[ANSTHRLD] Question on Name submission...

tmcd@panix.com tmcd at panix.com
Tue Nov 8 11:01:10 PST 2005

On Tue, 8 Nov 2005, Maria <scarlettmb at sbcglobal.net> wrote:
> I am trying to find out if I can get the name Elizabetta Maria de
> Medici passed.  If the Maria part is a problem I can drop that but I
> really don't want to drop the de Medici part.

Do you have a time period and/or place in mind that you'd like it to
be authentic for?  To judge by the articles at the Academy of Saint
Gabriel site <http://www.s-gabriel.org/names/italian.shtml>, it looks
like we're getting enough data that we can actually suggest local
variations on occasion.

Having two given names is registerable in Italian without comment.

S. Gabriel report 3010, 26 Feb 2005,
<http://www.panix.com/~gabriel/public-bin/showfinal.cgi?3010+0> says

    You asked whether <Giacinta Maria Cocchetti> is an appropriate
    name for an Italian woman in the second half of the 15th
    century. ...

    The name <Maria> was moderately common in renaissance Italy [8].
    Double given names (or middle names) were used by at least some
    people in your period; we don't have a clear picture of how common
    they were, but we believe that only a relatively small number of
    people used them in the 15th century.  In the cases we've seen,
    the middle name is most often a saint's name, which makes <Maria>
    a good choice.  It was pronounced \mah-REE-ah\.

"a good choice" meaning "as long as you're going to have two given
names anyway, which was probably uncommon".

Elizabetta: Saint Gabriel doesn't have that exact spelling, but that
doesn't mean it didn't exist.  "Fourteenth Century Venetian Personal
Names" by Arval Benicoeur and Talan Gwynek
dates Elizabeta to 14th C Venice.  Do you care about the double T?

Maria: ibid. ["in the same place (used when citing a reference)"]

"de Medici" is slightly misspelled:

  Orlando dei Medici. Name and device. Or, a crequier vert.

      Listed on the LoI as Orlando de Medici, the submission form
      listed the name as Orlando de' Medici. The element de' is an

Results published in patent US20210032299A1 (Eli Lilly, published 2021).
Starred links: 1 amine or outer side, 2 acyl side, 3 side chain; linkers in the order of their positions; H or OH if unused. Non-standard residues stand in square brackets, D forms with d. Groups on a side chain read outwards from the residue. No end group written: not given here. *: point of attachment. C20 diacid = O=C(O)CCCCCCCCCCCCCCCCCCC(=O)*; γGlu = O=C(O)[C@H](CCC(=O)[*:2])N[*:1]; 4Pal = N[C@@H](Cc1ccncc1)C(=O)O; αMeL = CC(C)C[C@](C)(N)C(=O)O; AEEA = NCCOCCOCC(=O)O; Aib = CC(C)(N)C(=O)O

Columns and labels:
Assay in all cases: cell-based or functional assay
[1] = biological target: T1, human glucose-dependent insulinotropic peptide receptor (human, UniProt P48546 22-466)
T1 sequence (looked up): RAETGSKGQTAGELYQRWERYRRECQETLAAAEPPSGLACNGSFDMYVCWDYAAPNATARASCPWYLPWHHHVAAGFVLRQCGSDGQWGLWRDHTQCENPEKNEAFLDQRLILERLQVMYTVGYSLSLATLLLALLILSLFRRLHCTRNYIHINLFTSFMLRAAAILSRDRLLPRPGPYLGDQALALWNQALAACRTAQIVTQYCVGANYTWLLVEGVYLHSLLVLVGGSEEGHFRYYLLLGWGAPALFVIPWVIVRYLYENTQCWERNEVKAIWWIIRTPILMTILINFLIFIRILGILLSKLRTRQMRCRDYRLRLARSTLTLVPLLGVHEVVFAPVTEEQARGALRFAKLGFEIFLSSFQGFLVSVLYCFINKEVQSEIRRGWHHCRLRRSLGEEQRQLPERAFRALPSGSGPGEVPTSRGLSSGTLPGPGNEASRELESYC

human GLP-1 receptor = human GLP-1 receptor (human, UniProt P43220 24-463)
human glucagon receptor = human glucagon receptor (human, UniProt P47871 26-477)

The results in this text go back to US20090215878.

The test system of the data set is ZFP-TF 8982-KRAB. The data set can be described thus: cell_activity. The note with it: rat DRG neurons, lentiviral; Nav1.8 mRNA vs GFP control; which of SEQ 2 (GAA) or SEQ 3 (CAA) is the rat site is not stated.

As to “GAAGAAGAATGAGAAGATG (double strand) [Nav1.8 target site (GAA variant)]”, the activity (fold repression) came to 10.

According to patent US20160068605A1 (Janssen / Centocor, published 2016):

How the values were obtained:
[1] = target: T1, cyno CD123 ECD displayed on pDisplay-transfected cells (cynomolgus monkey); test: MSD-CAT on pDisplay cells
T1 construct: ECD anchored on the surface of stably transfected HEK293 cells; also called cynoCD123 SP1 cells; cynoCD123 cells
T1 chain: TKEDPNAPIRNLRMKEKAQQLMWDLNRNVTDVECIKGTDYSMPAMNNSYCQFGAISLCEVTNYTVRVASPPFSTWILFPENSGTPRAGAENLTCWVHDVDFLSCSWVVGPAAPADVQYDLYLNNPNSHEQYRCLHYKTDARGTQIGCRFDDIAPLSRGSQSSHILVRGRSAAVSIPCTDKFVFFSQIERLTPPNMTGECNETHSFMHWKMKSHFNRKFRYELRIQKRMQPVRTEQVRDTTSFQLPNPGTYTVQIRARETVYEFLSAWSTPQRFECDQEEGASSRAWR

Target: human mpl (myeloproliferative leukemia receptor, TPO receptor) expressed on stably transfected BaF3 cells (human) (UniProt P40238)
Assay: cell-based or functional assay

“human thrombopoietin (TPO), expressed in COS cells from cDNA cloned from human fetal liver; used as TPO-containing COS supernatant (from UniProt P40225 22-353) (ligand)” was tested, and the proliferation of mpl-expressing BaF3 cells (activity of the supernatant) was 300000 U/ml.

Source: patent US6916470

abbreviation for dei. As we do not register scribal
      abbreviations, we have spelled it out.

      Nice device!

S. Gabriel report 1093
<http://www.panix.com/~gabriel/public-bin/showfinal.cgi?1093+0> says

    Both <Giovachino> and <de' Medici> are found in 15th century
    Florence [1], and the name <Giovachino de' Medici> is very
    authentic. ...

    Some of our members were uncomfortable recommending the surname
    <de' Medici>, since it will likely be associated in people's minds
    with the Florentine ducal family.  However, the ducal family did
    not exist as such in the 15th century, since the first duke of
    Florence was <Alessandro de' Medici>, who ruled from 1531-1537,
    later than your period.

    We also found examples of this name outside the immediate family
    and, given that the name is simply an occupational byname for a
    physician, it would be unsurprising to find other families sharing
    it.  In fact, the name <Medici> occurs sporadically throughout
    Italy [5], mostly in Liguria and Emilia-Romagna, and was one of
    the most common family names in early 15th century Florence
    [1]. You could therefore be <Giovachino Medici> as well.

Footnote 1 is the "On-line Catasto of 1427", q. v.  [5] is Emidio De
Felice, _Dizionario dei Cognomi Italiani_ (Arnoldo Mondadori Editori,
Milan, 1978).

"Names from Arezzo, Italy, 1386-1528" by Sara L. Friedemann (Aryanhwy
merch Catmael)
<http://www.s-gabriel.org/names/aryanhwy/names/arezzofull.html> notes
Francesco di Giuliano di Giovenco Medici, 1482.

"Family Names Appearing in the Catasto of 1427"
lists MEDICI with 31 instances: those names are normalized to
uppercase with particles dropped.

"de' Medici" and "dei Medici" have been registered 8 times in the last
11 years without comment.

Daniel Lincoln
"Me, I love the USA; I never miss an episode." -- Paul "Fruitbat" Sleigh
Tim McDaniel; Reply-To: tmcd at panix.com

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